I’ve just arrived in Cleveland for Study Break 2017, a great gift that has been part of my work agreement for over a decade now. Because creativity is required of me in terms of the things I’m expected to deliver at my job, it’s been necessary to unplug from all the meetings and the day-to-day minutia and have some head space to focus, deeply, on specific projects or strategies. Built into my job description is this time, and it’s been valuable, even providing some watershed moments for my professional and spiritual experience over the years.
I’ve written about these breaks, too; rereading those posts reminds me of what’s been and what might be to come.
I’ve often tied these breaks into a bit of travel – usually connecting with family, if only to have a place to stay. A partial – and very productive – week in Savannah remains one of my best memories. During a season when my parents had a little place at Emerald Isle, that became my go-to for a week of reading, writing, and long, contemplative walks on the beach.
As years have passed, scheduled study breaks have become irregular. There’s just been too much to do. I’ve learned to build that creative time into the middle of a work week, to set aside an entire morning at the coffee shop with the phone on silent.
But the possibility of that extended time away is always in the back of my mind. Sometimes, I’ve been compelled to schedule a break because I needed an escape hatch from the overwhelming daily grind.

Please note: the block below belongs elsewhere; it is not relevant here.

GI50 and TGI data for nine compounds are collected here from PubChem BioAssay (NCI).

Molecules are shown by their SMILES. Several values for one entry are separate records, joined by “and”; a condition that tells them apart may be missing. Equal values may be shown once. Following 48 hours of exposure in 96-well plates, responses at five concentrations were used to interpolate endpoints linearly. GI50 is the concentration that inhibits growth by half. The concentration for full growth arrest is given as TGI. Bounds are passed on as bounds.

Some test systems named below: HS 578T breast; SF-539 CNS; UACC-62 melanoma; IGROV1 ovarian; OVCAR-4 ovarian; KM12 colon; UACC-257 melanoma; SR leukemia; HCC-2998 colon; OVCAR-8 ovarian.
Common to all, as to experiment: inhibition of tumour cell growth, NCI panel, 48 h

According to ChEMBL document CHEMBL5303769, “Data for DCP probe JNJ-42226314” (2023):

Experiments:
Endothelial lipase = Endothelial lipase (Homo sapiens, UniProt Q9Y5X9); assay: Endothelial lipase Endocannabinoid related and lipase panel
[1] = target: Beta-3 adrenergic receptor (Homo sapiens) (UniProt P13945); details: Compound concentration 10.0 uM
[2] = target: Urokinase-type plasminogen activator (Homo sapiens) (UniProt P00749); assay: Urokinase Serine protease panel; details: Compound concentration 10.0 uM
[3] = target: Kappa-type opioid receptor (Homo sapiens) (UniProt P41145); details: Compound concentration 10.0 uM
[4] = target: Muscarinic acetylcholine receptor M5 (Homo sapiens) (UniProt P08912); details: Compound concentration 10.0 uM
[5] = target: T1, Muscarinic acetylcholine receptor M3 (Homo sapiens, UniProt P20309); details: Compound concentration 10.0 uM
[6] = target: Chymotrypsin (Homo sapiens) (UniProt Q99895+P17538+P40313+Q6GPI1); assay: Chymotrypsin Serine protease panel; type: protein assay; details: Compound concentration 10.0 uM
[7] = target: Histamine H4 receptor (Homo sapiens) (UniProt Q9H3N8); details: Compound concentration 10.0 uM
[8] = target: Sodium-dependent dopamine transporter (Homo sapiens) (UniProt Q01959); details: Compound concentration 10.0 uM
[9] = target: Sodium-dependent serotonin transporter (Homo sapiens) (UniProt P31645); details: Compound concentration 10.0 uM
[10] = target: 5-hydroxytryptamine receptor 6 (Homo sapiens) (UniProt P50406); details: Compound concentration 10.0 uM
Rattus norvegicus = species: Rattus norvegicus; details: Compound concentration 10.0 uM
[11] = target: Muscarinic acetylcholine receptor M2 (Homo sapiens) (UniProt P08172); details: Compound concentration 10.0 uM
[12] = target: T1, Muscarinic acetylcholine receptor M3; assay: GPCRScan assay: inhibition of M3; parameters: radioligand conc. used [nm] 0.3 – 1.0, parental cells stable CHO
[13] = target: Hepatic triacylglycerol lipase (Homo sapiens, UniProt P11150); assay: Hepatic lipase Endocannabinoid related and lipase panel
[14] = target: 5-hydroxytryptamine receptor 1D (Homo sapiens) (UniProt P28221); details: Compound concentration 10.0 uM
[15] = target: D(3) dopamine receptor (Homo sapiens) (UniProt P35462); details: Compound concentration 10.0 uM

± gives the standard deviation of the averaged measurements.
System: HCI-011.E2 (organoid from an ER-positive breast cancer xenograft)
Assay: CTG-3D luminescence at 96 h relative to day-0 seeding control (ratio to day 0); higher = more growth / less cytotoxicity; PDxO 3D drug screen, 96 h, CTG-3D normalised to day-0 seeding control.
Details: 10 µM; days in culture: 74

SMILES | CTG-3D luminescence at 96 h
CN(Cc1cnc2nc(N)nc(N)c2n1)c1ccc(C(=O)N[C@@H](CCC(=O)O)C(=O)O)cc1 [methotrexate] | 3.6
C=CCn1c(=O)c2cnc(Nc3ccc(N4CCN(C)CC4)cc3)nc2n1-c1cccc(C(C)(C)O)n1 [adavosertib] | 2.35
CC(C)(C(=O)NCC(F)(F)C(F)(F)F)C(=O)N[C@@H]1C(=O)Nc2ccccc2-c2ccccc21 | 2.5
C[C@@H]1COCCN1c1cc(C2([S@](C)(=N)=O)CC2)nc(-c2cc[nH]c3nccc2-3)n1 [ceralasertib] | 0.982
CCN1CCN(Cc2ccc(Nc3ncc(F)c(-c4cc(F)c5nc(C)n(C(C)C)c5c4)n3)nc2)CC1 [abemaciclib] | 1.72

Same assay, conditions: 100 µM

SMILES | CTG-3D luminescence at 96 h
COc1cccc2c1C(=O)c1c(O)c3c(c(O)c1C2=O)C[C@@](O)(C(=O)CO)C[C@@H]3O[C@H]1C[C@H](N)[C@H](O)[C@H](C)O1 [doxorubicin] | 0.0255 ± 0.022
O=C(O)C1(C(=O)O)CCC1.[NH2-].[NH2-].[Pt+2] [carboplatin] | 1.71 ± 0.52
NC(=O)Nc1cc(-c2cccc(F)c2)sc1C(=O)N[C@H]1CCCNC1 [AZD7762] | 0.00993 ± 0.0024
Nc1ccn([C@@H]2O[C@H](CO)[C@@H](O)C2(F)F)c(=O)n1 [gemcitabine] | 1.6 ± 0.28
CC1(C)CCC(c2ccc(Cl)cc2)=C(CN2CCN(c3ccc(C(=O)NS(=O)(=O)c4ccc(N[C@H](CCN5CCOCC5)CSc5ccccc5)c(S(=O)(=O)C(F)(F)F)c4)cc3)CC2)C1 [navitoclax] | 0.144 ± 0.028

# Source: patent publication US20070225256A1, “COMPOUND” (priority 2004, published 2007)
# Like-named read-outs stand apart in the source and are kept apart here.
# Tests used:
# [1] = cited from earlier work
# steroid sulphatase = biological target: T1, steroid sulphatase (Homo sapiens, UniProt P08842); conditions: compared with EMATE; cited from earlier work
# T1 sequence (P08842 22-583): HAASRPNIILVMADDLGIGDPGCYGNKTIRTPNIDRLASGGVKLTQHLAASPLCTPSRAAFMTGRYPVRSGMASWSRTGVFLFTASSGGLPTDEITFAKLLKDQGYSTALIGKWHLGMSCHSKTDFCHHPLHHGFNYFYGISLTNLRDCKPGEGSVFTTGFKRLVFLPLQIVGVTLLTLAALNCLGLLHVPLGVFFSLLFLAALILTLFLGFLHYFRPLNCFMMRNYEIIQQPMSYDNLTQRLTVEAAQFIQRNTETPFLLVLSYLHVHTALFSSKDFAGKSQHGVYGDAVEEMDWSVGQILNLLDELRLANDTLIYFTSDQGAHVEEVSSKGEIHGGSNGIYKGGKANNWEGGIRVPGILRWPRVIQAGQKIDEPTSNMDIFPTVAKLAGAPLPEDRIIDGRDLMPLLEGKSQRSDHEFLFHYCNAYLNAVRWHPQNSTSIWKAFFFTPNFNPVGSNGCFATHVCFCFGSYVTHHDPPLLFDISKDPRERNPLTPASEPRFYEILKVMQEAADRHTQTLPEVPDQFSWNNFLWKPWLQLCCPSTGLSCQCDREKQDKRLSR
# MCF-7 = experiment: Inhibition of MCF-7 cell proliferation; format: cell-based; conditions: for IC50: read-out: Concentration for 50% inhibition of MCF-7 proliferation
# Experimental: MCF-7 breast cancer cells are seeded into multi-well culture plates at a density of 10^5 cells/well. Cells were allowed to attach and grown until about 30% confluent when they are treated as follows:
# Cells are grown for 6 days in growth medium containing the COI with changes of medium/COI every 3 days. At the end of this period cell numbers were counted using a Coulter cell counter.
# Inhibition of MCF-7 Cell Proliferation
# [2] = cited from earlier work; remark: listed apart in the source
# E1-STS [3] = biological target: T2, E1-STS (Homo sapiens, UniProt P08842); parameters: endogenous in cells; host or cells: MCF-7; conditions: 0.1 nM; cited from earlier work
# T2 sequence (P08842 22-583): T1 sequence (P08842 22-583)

That’s not a study break; that’s a vacation.
Two different things.
This year, I scheduled the real vacation with the family early in summer, with a study break close behind. That’s where I am now, and it begins this weekend with a big stack of reading material, a couple of long lists, and some specific goals involving strategies and long-range planning. But there’s also a relational component – because that follows us everywhere we go. People I love who need care, friends who need a listening ear; my own self, which needs some space to think and process.
It’s possible to unplug from the internet but we never really get away from ourselves. That, I think, is part of the opportunity and challenge of embracing our humanity.
There’s always some growing to do.
Here’s to that journey; I anticipate a swollen heart and full head by the end of this week.